How Creative Assembly brought an iconic monster to life in Alien: Isolation

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How Creative Assembly brought an iconic monster to life in Alien: Isolation

Fascinating insight from the studio to coincide with today’s sci-fi horror launch

Hi everyone. My name is Simon Ridge and I’m an animator on Alien: Isolation, which launches today on PS3 and PS4. My main focus while working on this game has been animating the Alien and helping to bring this character to life, and I’m here today with my colleague Tobias to give you some insight into how we went about it.


At the beginning of every task in animation, I always start by researching, gathering influences and surrounding myself with everything I can to do with that character.

On Alien: Isolation we had an abundance of reference material; this helped massively in developing a good idea of the psyche of the Alien and the world it inhabits and acted as a good grounding point if we ever strayed too far. 20th Century Fox kindly gave us brilliant information from their archives, which also really helped.

When it came to creating a style of movement and physicality for the Alien, I had to look a bit further than just the films and artwork.

During early tests for locomotion cycles we found that if one direct influence was noticeable, it instantly felt wrong, it just wasn’t the ‘Alien’. If the arms or body swayed too much, it looked too human; too much tippy toe, it would look like Nosferatu and too much plodding made it feel like a T-Rex.

People’s interpretation of what they felt looked ‘right’ for the Alien varied widely and so, what worked best was to take inspiration from lots of areas and mould them together.

Our Alien needed to feel as creepy, almost unnervingly awkward as possible when moving at a slower pace (akin to Bolaji Bodejo’s – the actor who was under the alien costume – early screen tests) but still have the ability to go smoothly from this to lightning fast at any point.

You’ll see when you play the game, that when he’s moving slower, the Alien is higher up, his weight slightly back, the hands forward in an uncomfortable manner. As the Alien moves faster, it goes lower down, its arms are back and into a more streamlined shape, ready to pounce at you. When exiting vents it needs to feel and look like a smooth unfurling, the imagery from H.R Giger’s Necronomicon in the back your mind. We’ve worked hard to achieve that and I really hope it shows through!

It was imperative that this Alien never looked rushed or flustered, completely calm and in control of the situation, this is THE Xenomorph!


Animating the Alien

Hi, I’m Tobias Kleanthous and I’m the animation programmer on Alien: Isolation. My main responsibilities on the project have been working on the technology for animation and the bridge between the lower-levels of AI and animation.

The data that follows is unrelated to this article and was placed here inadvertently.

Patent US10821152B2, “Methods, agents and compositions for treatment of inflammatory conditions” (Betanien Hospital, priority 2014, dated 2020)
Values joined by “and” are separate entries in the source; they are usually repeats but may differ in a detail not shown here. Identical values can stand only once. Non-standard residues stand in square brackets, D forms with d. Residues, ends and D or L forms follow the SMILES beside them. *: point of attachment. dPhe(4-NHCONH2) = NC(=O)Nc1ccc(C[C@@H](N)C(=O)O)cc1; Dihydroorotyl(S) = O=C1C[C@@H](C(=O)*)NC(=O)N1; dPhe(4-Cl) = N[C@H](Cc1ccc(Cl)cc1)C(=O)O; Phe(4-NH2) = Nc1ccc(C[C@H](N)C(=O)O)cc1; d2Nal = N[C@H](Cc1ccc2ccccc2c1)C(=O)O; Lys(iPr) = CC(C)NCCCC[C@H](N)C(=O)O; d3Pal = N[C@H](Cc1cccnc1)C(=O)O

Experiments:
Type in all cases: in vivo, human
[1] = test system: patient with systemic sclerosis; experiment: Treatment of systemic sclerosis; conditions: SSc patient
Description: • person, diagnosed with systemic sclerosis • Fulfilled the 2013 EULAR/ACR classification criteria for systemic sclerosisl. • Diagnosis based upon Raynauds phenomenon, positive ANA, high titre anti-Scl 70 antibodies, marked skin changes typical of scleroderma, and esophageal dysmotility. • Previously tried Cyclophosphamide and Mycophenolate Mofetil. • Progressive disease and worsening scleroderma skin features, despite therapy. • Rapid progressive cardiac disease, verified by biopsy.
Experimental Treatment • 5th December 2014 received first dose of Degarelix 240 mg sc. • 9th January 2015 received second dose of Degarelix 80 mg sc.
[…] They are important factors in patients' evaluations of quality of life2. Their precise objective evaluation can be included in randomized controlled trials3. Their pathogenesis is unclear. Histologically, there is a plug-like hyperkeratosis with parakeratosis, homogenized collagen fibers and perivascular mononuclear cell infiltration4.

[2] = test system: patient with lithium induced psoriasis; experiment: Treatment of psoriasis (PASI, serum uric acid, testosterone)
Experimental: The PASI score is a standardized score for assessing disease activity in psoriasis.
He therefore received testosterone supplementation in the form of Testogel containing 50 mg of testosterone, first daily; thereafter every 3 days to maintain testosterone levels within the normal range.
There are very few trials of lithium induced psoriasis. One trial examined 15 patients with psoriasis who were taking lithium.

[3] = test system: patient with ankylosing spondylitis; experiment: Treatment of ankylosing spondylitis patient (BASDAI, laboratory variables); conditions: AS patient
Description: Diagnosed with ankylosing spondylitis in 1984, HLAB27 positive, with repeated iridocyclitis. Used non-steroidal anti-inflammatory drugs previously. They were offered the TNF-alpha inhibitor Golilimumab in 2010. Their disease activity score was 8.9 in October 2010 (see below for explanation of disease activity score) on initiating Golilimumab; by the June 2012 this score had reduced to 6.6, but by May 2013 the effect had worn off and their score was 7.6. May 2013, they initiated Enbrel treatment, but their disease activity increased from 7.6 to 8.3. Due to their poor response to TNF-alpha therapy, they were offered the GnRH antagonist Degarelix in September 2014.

Providing the foundations to achieve the levels of flexibility and fidelity we really wanted to achieve with the Alien has been a great challenge for all of us. Our greatest ambitions were to deliver an authentic feeling creature that felt close to what we felt we saw in the first film.

It was very important to everyone in the team that we could make the creature both oppressively gargantuan and fast; he’s a relentless and methodical hunter, a threat that’s always going to be there and that you can’t escape from.

The Alien has a high degree of freedom of movement aboard Sevastopol, from slow movements to sprinting around corners at speeds that Ripley could only imagine, to climbing into the vents ready to jump out and grab you when you least expect it! Nowhere is safe – remember that!

As the Alien’s AI is heavily systemic and unscripted, we invested a lot of time in developing technology that allowed us to move him round with as few constraints as possible.


For his general movement, we blended large numbers of animations in 3D to dynamically synthesise movement accurately in game, whilst preserving the artistic intent of the animators.

We have many layers of animations and poses which we can dynamically alter to ensure consistency of presentation and better accuracy. For example, the AI relies on the Alien actually physically looking at something in order to detect it. So, we made sure that he could move many parts of his body, independently of others, in this case, to look where he thinks you may be hiding!

I really hope we’ve brought him alive to all the players and gamers out there, as much as he’s come alive for us. We’re incredibly proud about what we’ve been a part of and really excited to finally let the Alien loose on the public!

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